Photo: Tidewell telehealth.
As Tidewell Hospice (based in Sarasota, Florida) remains focused on providing quality care amid the COVID-19 pandemic, a $40,000 grant from the William G. and Marie Selby Foundation has permitted Tidewell to obtain iPads for its hospice houses, as well as for use when caring for patients in their homes, long-term care and assisted-living facilities.
Since receiving the grant, Tidewell staff have received training on using the nearly 100 WiFi and cellular-enabled iPads, allowing Tidewell physicians and clinical staff to deliver care remotely when necessary.
“The Tidewell Foundation is so grateful to the Selby Foundation for its very rapid response to our need for support to expand Tidewell Hospice’s telehealth capabilities,” said Tidewell Foundation President Debbie Mason. “In addition to providing the clinical support, these iPads can make a huge difference for us to use in connecting distant families with patients.”
Access to telehealth is critical during the pandemic, as it allows patients who are in isolation to continue receiving Tidewell’s medical services and complementary services such as music therapy, grief and spiritual support. Additionally, it provides a safe way for patients to connect and communicate with their loved ones.
“Constant communications between healthcare professionals, patients and families is always important in any healthcare setting,” said Tidewell Hospice Chief Nursing Officer, Pauline Mailey. “Yet, at the end of patients’ lives, it is of critical importance. We can’t thank the folks at the Selby Foundation enough for understanding the power of those last conversations.” “The Selby Foundation has a long history of funding significant community needs through providing funding for capital needs,” said President and CEO of the William G. and Marie Selby Foundation, Carol Butera. “At this time, we are especially pleased to be able to provide assistance to Tidewell Hospice in their care of the critically ill through the purchase of equipment in their delivery of telemedicine services.”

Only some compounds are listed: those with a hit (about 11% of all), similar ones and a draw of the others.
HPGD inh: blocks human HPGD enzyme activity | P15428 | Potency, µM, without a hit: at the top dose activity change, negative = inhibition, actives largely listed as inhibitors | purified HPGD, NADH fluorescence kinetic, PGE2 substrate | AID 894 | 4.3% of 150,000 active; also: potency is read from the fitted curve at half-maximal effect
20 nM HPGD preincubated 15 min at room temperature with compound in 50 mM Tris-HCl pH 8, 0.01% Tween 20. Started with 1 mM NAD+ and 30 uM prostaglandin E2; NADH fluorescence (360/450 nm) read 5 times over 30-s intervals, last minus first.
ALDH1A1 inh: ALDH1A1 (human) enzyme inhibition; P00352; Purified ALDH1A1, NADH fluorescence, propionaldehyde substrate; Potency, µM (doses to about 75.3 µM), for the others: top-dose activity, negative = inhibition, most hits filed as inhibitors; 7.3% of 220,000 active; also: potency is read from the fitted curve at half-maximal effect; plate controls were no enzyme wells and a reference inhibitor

Serving more than 1,000 patients daily in Sarasota, Manatee, Charlotte and DeSoto counties, Tidewell Hospice is one of the largest not-for-profit hospices in the U.S. Home-based comfort care is the basic premise of Tidewell’s services, involving the support of physicians, registered nurses, social workers, certified nursing assistants, chaplains and volunteers, all following a prescribed plan of care. Tidewell’s services are available to everyone, regardless of ability to pay.
Founded in 1980, Tidewell has grown significantly in the past three decades, now caring for nearly 9,000 patients every year. Although hospice is often misunderstood as care just for cancer patients, Tidewell cares for patients with a broad range of diagnoses, including heart and lung disease, AIDS, renal failure, ALS and end-stage Alzheimer’s. Any disease with a predictable prognosis of six months or less is within Tidewell’s admission criteria.